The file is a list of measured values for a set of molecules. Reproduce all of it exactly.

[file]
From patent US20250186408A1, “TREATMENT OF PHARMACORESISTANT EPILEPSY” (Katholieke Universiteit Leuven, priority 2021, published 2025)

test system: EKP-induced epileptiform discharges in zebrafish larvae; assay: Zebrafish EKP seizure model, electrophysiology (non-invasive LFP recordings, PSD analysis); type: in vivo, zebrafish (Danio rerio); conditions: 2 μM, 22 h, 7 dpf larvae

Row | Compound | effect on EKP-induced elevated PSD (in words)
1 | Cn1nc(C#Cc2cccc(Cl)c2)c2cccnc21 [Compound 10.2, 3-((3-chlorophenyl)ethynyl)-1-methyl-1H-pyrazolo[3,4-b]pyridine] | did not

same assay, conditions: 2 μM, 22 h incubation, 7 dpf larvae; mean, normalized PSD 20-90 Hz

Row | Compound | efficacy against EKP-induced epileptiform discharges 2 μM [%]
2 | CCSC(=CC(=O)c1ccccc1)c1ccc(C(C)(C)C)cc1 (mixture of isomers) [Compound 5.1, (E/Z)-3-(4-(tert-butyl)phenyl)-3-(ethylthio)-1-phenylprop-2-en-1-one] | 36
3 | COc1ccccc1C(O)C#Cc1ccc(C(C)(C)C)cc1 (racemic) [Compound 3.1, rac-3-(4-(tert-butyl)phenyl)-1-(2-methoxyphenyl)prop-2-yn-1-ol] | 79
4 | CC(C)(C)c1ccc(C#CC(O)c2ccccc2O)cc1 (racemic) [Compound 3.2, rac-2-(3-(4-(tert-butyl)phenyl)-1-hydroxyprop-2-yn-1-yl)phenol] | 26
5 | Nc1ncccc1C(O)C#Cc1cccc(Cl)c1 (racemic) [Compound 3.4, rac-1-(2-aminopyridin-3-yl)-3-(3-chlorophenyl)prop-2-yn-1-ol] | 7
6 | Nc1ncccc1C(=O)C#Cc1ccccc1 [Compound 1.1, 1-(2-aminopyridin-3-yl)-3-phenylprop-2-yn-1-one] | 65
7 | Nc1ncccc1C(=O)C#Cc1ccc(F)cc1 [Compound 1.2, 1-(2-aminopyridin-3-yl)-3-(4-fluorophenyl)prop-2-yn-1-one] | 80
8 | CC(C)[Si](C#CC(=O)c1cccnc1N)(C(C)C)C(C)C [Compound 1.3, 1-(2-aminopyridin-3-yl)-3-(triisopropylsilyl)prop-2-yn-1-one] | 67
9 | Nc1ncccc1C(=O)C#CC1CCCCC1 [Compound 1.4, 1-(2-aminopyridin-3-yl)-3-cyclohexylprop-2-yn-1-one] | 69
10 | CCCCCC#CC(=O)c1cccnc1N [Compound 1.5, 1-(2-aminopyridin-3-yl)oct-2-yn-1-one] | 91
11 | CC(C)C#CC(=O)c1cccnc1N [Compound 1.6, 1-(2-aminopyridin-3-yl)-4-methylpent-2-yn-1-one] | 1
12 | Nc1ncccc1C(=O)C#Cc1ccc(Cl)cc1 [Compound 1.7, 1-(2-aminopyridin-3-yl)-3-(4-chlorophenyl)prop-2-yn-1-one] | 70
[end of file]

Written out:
From patent US20250186408A1, “TREATMENT OF PHARMACORESISTANT EPILEPSY” (Katholieke Universiteit Leuven, priority 2021, published 2025)

test system: EKP-induced epileptiform discharges in zebrafish larvae; assay: Zebrafish EKP seizure model, electrophysiology (non-invasive LFP recordings, PSD analysis); type: in vivo, zebrafish (Danio rerio); conditions: 2 μM, 22 h, 7 dpf larvae

Row | Compound | effect on EKP-induced elevated PSD (in words)
1 | Cn1nc(C#Cc2cccc(Cl)c2)c2cccnc21 [Compound 10.2, 3-((3-chlorophenyl)ethynyl)-1-methyl-1H-pyrazolo[3,4-b]pyridine] | did not

same assay, conditions: 2 μM, 22 h incubation, 7 dpf larvae; mean, normalized PSD 20-90 Hz

Row | Compound | efficacy against EKP-induced epileptiform discharges 2 μM [%]
2 | CCSC(=CC(=O)c1ccccc1)c1ccc(C(C)(C)C)cc1 (mixture of isomers) [Compound 5.1, (E/Z)-3-(4-(tert-butyl)phenyl)-3-(ethylthio)-1-phenylprop-2-en-1-one] | 36
3 | COc1ccccc1C(O)C#Cc1ccc(C(C)(C)C)cc1 (racemic) [Compound 3.1, rac-3-(4-(tert-butyl)phenyl)-1-(2-methoxyphenyl)prop-2-yn-1-ol] | 79
4 | CC(C)(C)c1ccc(C#CC(O)c2ccccc2O)cc1 (racemic) [Compound 3.2, rac-2-(3-(4-(tert-butyl)phenyl)-1-hydroxyprop-2-yn-1-yl)phenol] | 26
5 | Nc1ncccc1C(O)C#Cc1cccc(Cl)c1 (racemic) [Compound 3.4, rac-1-(2-aminopyridin-3-yl)-3-(3-chlorophenyl)prop-2-yn-1-ol] | 7
6 | Nc1ncccc1C(=O)C#Cc1ccccc1 [Compound 1.1, 1-(2-aminopyridin-3-yl)-3-phenylprop-2-yn-1-one] | 65
7 | Nc1ncccc1C(=O)C#Cc1ccc(F)cc1 [Compound 1.2, 1-(2-aminopyridin-3-yl)-3-(4-fluorophenyl)prop-2-yn-1-one] | 80
8 | CC(C)[Si](C#CC(=O)c1cccnc1N)(C(C)C)C(C)C [Compound 1.3, 1-(2-aminopyridin-3-yl)-3-(triisopropylsilyl)prop-2-yn-1-one] | 67
9 | Nc1ncccc1C(=O)C#CC1CCCCC1 [Compound 1.4, 1-(2-aminopyridin-3-yl)-3-cyclohexylprop-2-yn-1-one] | 69
10 | CCCCCC#CC(=O)c1cccnc1N [Compound 1.5, 1-(2-aminopyridin-3-yl)oct-2-yn-1-one] | 91
11 | CC(C)C#CC(=O)c1cccnc1N [Compound 1.6, 1-(2-aminopyridin-3-yl)-4-methylpent-2-yn-1-one] | 1
12 | Nc1ncccc1C(=O)C#Cc1ccc(Cl)cc1 [Compound 1.7, 1-(2-aminopyridin-3-yl)-3-(4-chlorophenyl)prop-2-yn-1-one] | 70